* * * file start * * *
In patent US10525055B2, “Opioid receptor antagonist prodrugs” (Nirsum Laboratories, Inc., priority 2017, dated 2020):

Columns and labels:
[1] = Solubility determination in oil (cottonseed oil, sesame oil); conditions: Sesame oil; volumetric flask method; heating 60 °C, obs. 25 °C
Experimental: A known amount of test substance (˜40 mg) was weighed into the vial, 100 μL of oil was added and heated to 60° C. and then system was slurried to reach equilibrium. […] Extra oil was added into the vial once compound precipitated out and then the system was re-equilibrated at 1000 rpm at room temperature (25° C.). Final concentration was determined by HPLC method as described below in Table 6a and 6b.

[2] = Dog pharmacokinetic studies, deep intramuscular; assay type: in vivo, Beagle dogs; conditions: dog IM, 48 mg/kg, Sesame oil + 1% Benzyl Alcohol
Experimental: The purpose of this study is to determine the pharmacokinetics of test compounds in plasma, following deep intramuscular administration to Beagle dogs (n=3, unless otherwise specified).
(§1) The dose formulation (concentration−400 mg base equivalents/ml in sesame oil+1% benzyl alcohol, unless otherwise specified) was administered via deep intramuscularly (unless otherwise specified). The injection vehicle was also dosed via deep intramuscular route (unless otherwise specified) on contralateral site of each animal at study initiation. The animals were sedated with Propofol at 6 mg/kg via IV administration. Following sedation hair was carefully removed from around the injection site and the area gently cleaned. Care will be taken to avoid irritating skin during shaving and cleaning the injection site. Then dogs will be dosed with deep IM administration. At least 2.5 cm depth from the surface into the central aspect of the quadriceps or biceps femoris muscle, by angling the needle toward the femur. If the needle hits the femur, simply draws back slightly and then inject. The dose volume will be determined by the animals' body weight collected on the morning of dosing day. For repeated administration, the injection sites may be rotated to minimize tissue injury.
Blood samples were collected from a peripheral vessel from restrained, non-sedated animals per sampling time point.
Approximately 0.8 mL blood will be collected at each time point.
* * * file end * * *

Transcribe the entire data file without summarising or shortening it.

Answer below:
In patent US10525055B2, “Opioid receptor antagonist prodrugs” (Nirsum Laboratories, Inc., priority 2017, dated 2020):

Columns and labels:
[1] = Solubility determination in oil (cottonseed oil, sesame oil); conditions: Sesame oil; volumetric flask method; heating 60 °C, obs. 25 °C
Experimental: A known amount of test substance (˜40 mg) was weighed into the vial, 100 μL of oil was added and heated to 60° C. and then system was slurried to reach equilibrium. […] Extra oil was added into the vial once compound precipitated out and then the system was re-equilibrated at 1000 rpm at room temperature (25° C.). Final concentration was determined by HPLC method as described below in Table 6a and 6b.

[2] = Dog pharmacokinetic studies, deep intramuscular; assay type: in vivo, Beagle dogs; conditions: dog IM, 48 mg/kg, Sesame oil + 1% Benzyl Alcohol
Experimental: The purpose of this study is to determine the pharmacokinetics of test compounds in plasma, following deep intramuscular administration to Beagle dogs (n=3, unless otherwise specified).
(§1) The dose formulation (concentration−400 mg base equivalents/ml in sesame oil+1% benzyl alcohol, unless otherwise specified) was administered via deep intramuscularly (unless otherwise specified). The injection vehicle was also dosed via deep intramuscular route (unless otherwise specified) on contralateral site of each animal at study initiation. The animals were sedated with Propofol at 6 mg/kg via IV administration. Following sedation hair was carefully removed from around the injection site and the area gently cleaned. Care will be taken to avoid irritating skin during shaving and cleaning the injection site. Then dogs will be dosed with deep IM administration. At least 2.5 cm depth from the surface into the central aspect of the quadriceps or biceps femoris muscle, by angling the needle toward the femur. If the needle hits the femur, simply draws back slightly and then inject. The dose volume will be determined by the animals' body weight collected on the morning of dosing day. For repeated administration, the injection sites may be rotated to minimize tissue injury.
Blood samples were collected from a peripheral vessel from restrained, non-sedated animals per sampling time point.
Approximately 0.8 mL blood will be collected at each time point.